YADIFA (sometimes spelled Y:A:D::I::F:A) is a name server developed by EURid, the registry for the .eu top-level domain. EURid implemented (yet another) name server to increase the robustness of the .eu name server infrastructure. YADIFA is currently an authoritative-only name server which:

  • supports master/slave configurations with full (AXFR) and incremental (IXFR) zone transfer handling
  • is written from scratch in C and purported to be portable and fast
  • supports DNSSEC (EDNS0, NSEC and NSEC3)
  • supports dynamic DNS updates

This post is but a very cursory glance at YADIFA.

I built a server from YADIFA’s source code and used bits of the reference manual to construct an initial configuration file:

   server-port 5353
   listen, port 5353
   uid 501
   daemonize false
   allow-query any

#    dnssec-keygen -a HMAC-MD5 -b 64 -n HOST ytestkey
   name ytestkey
   algorithm hmac-md5
   secret OKSjaL1x5sE=

   updaters   key ytestkey

   domain example.net
   file masters/example.net
   type master
   allow-transfer   myhosts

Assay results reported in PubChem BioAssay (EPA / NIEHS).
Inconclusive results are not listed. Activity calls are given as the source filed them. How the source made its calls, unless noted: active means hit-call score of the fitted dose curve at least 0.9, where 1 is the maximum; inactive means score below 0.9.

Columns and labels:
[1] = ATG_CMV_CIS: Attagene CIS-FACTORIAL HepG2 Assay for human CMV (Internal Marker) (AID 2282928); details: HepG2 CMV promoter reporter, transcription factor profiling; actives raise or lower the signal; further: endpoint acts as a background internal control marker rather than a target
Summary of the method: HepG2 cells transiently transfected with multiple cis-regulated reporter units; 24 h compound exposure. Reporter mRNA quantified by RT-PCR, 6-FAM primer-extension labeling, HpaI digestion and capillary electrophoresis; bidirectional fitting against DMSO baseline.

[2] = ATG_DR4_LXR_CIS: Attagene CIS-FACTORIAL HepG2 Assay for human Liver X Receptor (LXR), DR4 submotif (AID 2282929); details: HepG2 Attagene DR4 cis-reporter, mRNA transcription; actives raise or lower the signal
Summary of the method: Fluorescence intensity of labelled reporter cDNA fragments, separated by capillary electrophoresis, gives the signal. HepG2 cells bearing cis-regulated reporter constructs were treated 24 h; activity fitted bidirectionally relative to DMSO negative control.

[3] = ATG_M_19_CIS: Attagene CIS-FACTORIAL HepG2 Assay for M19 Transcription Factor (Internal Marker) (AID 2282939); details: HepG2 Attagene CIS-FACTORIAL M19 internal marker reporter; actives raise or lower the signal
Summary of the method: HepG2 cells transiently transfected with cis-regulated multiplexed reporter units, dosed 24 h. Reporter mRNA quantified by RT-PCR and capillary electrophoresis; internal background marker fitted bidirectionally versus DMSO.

allow-update   updaters

   domain 1.168.192.in-addr.arpa
   type slave
   file slaves/1.168.192.in-addr.arpa
   master port 53

The server started with copious debugging on stdout (which can be directed to logfiles or syslog).

As far as I can judge, the program works as advertised, even though a few things surprised me a little:

  • Loading of the miniature example.net master zone produced an INVALID_CHARSET error because the zone master file file contained an @; I had to replace that by an origin name.
  • Slaving of the in-addr.arpa zone showed a “connection refused” to the master. It turns out YADIFA uses the default “server-port” to connect to master servers, unless I explicitly specify a port number in the master statement, as shown above.
  • Slaving of an internal zone of mine failed with INVALID_CHARSET on “record #6”; this is possibly due to an embedded space in the rdata of a PTR record (JPmens\032DNS\032page._http._tcp.ww.mens.de.)
  • Dynamic DNS updates with TSIG keys appear to fail but don’t really. (Issue fixed.)
  • Stopping yadifad takes quite a long time (15 seconds with above configuration).
  • Updated or slaved zones are written to master zone files on disk only when yadifad is signalled with a SIGUSR1 signal. Until then, they are stored in temporary databases (on disk).

YADIFA’s roadmap shows where it is heading to, so you may want to follow its progress.

DNS and DNSSEC :: 10 Jul 2012 :: e-mail